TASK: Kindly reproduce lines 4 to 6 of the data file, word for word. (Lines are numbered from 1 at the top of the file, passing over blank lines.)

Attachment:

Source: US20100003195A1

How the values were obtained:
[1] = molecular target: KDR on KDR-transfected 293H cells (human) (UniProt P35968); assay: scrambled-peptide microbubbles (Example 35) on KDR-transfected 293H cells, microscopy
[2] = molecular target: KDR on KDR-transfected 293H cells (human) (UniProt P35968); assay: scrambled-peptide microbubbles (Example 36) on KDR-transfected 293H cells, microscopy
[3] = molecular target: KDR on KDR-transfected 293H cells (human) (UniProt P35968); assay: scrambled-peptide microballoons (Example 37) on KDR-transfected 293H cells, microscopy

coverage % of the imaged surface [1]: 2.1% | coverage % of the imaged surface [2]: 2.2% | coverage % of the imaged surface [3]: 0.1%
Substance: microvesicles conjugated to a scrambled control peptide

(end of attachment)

[2] = molecular target: KDR on KDR-transfected 293H cells (human) (UniProt P35968); assay: scrambled-peptide microbubbles (Example 36) on KDR-transfected 293H cells, microscopy
[3] = molecular target: KDR on KDR-transfected 293H cells (human) (UniProt P35968); assay: scrambled-peptide microballoons (Example 37) on KDR-transfected 293H cells, microscopy

coverage % of the imaged surface [1]: 2.1% | coverage % of the imaged surface [2]: 2.2% | coverage % of the imaged surface [3]: 0.1%